Why choosing the right settlement company matters
I received a call last week from a mortgage broker with a question about a possible title insurance claim. He was contacted by a client who has a friend that refinanced in 2006. At closing the homeowners paid off their existing mortgage, a municipal utility lien for $15,000 and received a small amount of cash back to make some home improvements.
As rates continued to drop they refinanced again at the end of 2007. As part of the process the new lender required a new lender’s title insurance policy. When the title search was complete, the $15,000 municipal lien that was supposedly paid in full in 2006 was still showing as a lien against the property. The amount of the lien had increased another $500. The same title company who insured the transaction in 2006 was insuring the new transaction, and had assured the new lender that the lien was paid. The title company said the municipality never filed the appropriate satisfaction; unfortunately, the new lender took the title company’s word for it and never asked for proof of that payment.
Fast forward to January 2014 and the homeowners would like to refinance once again. The new lender orders the title search and, you guessed it, the lien is still there. This time the homeowners contact the municipal authority, who had no record of the lien being paid. Then they reach out to the title company, who assured everyone that they paid the lien in 2006, only to discover that their phone has been disconnected and they’re out of business.
I know what you’re thinking, how did the homeowners not know that the lien was never satisfied? Wouldn’t they be receiving past due notices? Unfortunately, there are some municipalities that do a very poor job when it comes to municipal lien collection. They place a lien against the property and forget about it. No past due notices, no collection letters etc. They know that when the homeowner goes to refinance or sell the property, the lien will appear and they’ll most likely get paid by someone.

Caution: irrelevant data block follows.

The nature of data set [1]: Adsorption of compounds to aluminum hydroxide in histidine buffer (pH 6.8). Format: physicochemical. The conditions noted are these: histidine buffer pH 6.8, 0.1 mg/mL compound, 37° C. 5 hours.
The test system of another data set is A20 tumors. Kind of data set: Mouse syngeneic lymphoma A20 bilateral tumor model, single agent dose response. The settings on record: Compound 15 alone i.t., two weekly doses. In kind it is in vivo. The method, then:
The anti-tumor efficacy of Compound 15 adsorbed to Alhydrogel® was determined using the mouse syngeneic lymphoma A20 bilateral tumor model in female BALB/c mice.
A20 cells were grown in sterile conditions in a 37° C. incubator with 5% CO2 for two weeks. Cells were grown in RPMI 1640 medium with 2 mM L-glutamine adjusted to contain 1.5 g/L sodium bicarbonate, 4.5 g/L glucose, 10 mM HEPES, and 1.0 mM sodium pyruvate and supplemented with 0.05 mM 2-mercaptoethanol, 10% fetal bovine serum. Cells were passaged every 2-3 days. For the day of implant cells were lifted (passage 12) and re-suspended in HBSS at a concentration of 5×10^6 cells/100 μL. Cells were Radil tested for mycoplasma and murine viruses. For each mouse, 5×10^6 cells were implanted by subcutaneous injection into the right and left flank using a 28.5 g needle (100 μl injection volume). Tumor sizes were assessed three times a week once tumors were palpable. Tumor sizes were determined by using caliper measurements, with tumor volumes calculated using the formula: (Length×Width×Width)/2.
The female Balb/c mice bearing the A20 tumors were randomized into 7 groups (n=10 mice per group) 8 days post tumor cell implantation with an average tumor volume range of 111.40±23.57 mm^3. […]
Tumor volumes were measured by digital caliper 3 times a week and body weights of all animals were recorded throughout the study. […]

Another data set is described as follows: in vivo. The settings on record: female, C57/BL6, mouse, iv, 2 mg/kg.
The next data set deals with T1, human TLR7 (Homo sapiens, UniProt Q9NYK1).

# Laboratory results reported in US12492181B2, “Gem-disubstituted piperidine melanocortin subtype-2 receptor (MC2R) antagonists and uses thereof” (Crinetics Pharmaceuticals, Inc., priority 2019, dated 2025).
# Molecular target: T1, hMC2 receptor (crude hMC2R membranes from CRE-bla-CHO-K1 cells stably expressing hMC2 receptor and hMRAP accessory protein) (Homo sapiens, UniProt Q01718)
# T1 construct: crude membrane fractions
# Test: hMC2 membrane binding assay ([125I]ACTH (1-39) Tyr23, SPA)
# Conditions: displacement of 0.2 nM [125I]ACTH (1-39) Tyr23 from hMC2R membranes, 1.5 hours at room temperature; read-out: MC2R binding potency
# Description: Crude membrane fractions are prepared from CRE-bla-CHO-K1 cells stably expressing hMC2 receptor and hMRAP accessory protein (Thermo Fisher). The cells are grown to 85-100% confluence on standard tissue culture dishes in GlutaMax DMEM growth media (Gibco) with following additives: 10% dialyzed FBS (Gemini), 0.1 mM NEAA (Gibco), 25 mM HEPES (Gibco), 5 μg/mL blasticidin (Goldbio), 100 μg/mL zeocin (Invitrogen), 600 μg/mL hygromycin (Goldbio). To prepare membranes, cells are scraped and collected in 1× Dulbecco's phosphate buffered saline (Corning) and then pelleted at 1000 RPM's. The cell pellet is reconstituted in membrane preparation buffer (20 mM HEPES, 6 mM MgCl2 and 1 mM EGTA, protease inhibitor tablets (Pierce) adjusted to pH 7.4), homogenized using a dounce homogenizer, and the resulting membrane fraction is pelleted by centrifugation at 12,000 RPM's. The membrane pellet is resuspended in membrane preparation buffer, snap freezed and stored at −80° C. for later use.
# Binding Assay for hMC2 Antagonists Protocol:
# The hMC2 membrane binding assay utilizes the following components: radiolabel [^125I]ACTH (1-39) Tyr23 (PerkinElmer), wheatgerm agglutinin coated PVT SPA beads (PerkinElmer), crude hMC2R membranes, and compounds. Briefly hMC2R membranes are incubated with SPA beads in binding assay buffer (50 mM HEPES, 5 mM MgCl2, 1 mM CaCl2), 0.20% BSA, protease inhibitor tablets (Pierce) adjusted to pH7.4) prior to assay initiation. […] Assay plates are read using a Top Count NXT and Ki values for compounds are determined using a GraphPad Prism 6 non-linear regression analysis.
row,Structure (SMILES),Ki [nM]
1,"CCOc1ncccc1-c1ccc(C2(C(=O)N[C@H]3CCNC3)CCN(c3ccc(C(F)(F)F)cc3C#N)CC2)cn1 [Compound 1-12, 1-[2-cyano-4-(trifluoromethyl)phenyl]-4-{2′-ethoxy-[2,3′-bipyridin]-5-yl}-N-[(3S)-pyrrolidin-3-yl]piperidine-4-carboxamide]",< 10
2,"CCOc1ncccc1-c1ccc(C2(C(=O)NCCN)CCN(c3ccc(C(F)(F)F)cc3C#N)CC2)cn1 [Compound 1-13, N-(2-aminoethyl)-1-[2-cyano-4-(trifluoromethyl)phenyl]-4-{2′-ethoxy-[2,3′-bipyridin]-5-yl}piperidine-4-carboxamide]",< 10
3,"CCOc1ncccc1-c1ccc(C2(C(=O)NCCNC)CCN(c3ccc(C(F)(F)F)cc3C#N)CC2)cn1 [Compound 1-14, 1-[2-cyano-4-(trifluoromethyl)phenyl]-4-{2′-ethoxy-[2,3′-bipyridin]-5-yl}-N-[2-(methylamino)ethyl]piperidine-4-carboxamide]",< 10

In this circumstance the homeowners contacted the title agent’s underwriter to file a claim. But the underwriter denied the claim, taking the position that they were insuring the lender and not the homeowner. The way title insurance works is that you purchase an owner’s title policy when you buy the house. When you refinance, the lender is the only one being insured. Additionally, the underwriter claimed that the $15,000 was being held in escrow which, in their opinion, was not their responsibility, and said that their former agent claimed that a rogue employee stole the money from the escrow account.
All hope is not lost for these particular homeowners. We advised them to contact their current lender, who is the insured by the lender’s policy, and have the lender file a claim with the underwriter. The lender’s title policy insures the lender that their mortgage will be in first lien position. Since the municipal lien existed prior to the current mortgage, the municipal lien is currently in first position. Once the lender files a claim the underwriter will most likely agree to satisfy the lien.
These homeowners most likely have more than a couple of hours of phone calls and emails in their future before this whole mess is cleared up. It turns out that the mortgage broker, who assisted them with their refinances in 2006 and 2007, referred them to this particular title company because he had an ownership interest in the company.
If you’ve been reading this blog for any length of time, you know that we are proponents of independent companies that don’t have their hands in someone else’s pocket. Real estate companies should sell real estate, lenders should originate mortgage loans and settlement companies should make certain that you get a free and clear title along with a drama-free closing. When the real estate agent/broker or lender has an ownership interest in the settlement company they’re referring you to, there’s absolutely no benefit to you as the consumer. To the contrary, you’ll most likely be paying more money and trying to figure out who’s representing your best interests.
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